The excitement leading up to the release of the first AMD dual core CPUs was impalpable – people queued outside of technology retailers overnight to be amongst the first to get their hands on these new chips, and for those who were using them for the right purpose, these processors were nothing short of revolutionary.
Graphics designers and animators could now render their scenes in a fraction of the time it previously took. Music producers could run twice as many virtual instruments and effects plugins as they could using a standard single core chip. Computers booted faster, were more responsive, and games performed smoother because of the operating system code being able to run on a separate core to the game itself.
Intel’s Fall from Grace
Intel knew they had to do something – they finally admitted that the Pentium 4 Net burst architecture was a failure and created a new chip for the desktop based on their mobile Core series of central processing units. These new chips were a huge success, immediately sending Intel straight back to the top of the performance charts.
It took years for AMD to catch up with their Ryzen range of desktop CPUs, but once they did, they found themselves so far of what Intel could produce that they even created product lines that seemed entirely pointless in every way other than to taunt their former competitor.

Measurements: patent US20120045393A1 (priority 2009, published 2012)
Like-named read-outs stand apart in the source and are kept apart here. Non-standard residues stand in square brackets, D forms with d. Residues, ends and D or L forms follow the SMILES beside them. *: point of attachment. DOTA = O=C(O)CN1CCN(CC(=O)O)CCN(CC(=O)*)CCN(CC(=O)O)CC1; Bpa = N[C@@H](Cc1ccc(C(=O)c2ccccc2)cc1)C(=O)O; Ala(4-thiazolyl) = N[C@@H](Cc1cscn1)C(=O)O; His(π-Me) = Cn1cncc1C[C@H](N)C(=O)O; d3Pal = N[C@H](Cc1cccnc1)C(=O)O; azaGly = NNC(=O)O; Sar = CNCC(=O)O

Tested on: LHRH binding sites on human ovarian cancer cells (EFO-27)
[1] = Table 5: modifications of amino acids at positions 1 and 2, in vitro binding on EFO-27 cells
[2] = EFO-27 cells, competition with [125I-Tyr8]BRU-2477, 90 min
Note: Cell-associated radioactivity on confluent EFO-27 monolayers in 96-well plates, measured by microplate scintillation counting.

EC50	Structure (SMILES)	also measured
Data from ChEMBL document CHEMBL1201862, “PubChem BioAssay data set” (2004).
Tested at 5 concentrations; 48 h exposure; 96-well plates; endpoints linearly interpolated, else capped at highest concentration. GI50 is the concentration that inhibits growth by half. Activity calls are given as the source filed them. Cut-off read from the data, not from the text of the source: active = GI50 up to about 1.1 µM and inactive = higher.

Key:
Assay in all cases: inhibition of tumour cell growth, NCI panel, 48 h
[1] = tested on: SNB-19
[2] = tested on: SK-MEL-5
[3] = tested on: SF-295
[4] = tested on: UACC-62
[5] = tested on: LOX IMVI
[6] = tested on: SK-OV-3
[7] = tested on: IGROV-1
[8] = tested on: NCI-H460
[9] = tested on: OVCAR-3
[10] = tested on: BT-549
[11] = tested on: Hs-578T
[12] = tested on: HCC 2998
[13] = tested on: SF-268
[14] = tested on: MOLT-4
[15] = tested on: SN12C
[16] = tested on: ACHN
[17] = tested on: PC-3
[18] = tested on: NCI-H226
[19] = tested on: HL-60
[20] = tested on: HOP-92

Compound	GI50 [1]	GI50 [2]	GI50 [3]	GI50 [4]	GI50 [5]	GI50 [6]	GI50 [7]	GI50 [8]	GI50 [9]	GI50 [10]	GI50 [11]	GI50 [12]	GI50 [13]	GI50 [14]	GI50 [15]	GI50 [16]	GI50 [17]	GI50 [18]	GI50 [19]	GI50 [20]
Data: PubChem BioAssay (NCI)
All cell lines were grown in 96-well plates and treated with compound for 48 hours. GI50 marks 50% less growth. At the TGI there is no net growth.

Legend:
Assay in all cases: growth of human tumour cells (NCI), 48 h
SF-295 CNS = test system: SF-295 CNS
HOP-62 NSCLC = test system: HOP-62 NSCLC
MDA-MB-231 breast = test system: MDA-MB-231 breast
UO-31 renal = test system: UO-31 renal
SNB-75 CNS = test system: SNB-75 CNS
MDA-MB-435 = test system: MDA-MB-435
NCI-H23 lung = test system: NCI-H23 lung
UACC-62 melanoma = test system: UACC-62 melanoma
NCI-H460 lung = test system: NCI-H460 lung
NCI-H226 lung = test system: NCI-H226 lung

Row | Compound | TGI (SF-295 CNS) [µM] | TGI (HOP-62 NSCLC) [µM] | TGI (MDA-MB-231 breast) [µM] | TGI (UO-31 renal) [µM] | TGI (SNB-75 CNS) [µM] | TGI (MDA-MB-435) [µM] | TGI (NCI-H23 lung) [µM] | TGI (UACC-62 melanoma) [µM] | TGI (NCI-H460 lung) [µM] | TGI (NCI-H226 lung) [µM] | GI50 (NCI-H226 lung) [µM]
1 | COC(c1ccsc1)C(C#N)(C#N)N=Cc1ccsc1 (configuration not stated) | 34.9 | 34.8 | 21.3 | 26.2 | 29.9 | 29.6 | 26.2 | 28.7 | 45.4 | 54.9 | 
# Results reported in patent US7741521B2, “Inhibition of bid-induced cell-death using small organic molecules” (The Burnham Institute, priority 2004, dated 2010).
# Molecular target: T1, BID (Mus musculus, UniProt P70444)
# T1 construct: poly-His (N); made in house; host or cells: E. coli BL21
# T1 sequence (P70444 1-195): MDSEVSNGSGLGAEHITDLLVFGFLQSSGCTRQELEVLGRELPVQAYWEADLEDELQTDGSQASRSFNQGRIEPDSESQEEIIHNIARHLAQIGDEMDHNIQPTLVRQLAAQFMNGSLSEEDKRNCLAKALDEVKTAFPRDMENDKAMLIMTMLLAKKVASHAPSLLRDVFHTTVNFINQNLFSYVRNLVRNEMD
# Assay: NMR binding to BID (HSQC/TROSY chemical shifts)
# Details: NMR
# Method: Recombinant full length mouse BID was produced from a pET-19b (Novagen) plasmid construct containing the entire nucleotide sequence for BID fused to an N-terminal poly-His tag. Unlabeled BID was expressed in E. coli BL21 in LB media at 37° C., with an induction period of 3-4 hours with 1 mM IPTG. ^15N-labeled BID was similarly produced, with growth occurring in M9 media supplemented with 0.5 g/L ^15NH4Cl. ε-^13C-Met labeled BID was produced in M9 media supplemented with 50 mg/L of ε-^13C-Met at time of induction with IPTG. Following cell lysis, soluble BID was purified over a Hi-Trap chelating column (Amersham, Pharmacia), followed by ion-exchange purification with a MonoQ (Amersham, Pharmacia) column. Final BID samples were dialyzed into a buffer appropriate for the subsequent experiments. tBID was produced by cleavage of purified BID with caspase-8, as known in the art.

The Desktop PC Today
Competition is always a great thing in any industry, but the competition in the CPU marketplace has been so fierce that we have found ourselves in a position where very few people actually require a desktop PC – mobile processors are now incredibly powerful, and laptops are simply far more convenient for most consumers. Furthermore, the humble smartphone and tablet have reached the stage that they too can be regarded as a real computer.
Only a tiny fraction of computer users require the ultimate power offered by a desktop machine in 2022, and the number of such users is shrinking every year. This is likely to cause prices of desktop components to rise significantly as demand falls, and we may soon find ourselves in an era where only the very richest of computer users can afford a real desktop PC.
Are we witnessing the end of an era? Only time will tell.